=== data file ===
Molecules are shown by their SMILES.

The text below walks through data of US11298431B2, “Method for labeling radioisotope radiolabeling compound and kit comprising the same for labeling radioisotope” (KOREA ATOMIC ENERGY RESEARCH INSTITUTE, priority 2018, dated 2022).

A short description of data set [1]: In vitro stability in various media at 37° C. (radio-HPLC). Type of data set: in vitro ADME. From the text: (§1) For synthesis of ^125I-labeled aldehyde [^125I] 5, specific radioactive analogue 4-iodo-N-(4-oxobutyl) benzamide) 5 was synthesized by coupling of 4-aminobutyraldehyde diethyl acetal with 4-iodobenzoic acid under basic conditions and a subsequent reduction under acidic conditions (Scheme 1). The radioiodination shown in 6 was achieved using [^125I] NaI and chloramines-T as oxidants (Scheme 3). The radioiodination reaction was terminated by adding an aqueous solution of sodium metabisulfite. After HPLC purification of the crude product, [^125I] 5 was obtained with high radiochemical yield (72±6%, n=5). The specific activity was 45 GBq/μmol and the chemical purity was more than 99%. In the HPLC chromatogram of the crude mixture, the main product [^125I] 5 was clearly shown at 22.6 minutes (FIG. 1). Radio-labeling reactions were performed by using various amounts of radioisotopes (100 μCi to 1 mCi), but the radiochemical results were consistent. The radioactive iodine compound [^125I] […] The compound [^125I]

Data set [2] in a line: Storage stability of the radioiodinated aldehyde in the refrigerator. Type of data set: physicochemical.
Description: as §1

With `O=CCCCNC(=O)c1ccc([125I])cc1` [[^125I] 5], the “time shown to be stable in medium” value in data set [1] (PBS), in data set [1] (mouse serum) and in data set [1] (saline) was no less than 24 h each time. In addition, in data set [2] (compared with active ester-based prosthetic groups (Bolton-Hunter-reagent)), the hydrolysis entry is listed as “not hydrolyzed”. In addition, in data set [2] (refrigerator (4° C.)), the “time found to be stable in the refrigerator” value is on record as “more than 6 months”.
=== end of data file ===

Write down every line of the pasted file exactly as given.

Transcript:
Molecules are shown by their SMILES.

The text below walks through data of US11298431B2, “Method for labeling radioisotope radiolabeling compound and kit comprising the same for labeling radioisotope” (KOREA ATOMIC ENERGY RESEARCH INSTITUTE, priority 2018, dated 2022).

A short description of data set [1]: In vitro stability in various media at 37° C. (radio-HPLC). Type of data set: in vitro ADME. From the text: (§1) For synthesis of ^125I-labeled aldehyde [^125I] 5, specific radioactive analogue 4-iodo-N-(4-oxobutyl) benzamide) 5 was synthesized by coupling of 4-aminobutyraldehyde diethyl acetal with 4-iodobenzoic acid under basic conditions and a subsequent reduction under acidic conditions (Scheme 1). The radioiodination shown in 6 was achieved using [^125I] NaI and chloramines-T as oxidants (Scheme 3). The radioiodination reaction was terminated by adding an aqueous solution of sodium metabisulfite. After HPLC purification of the crude product, [^125I] 5 was obtained with high radiochemical yield (72±6%, n=5). The specific activity was 45 GBq/μmol and the chemical purity was more than 99%. In the HPLC chromatogram of the crude mixture, the main product [^125I] 5 was clearly shown at 22.6 minutes (FIG. 1). Radio-labeling reactions were performed by using various amounts of radioisotopes (100 μCi to 1 mCi), but the radiochemical results were consistent. The radioactive iodine compound [^125I] […] The compound [^125I]

Data set [2] in a line: Storage stability of the radioiodinated aldehyde in the refrigerator. Type of data set: physicochemical.
Description: as §1

With `O=CCCCNC(=O)c1ccc([125I])cc1` [[^125I] 5], the “time shown to be stable in medium” value in data set [1] (PBS), in data set [1] (mouse serum) and in data set [1] (saline) was no less than 24 h each time. In addition, in data set [2] (compared with active ester-based prosthetic groups (Bolton-Hunter-reagent)), the hydrolysis entry is listed as “not hydrolyzed”. In addition, in data set [2] (refrigerator (4° C.)), the “time found to be stable in the refrigerator” value is on record as “more than 6 months”.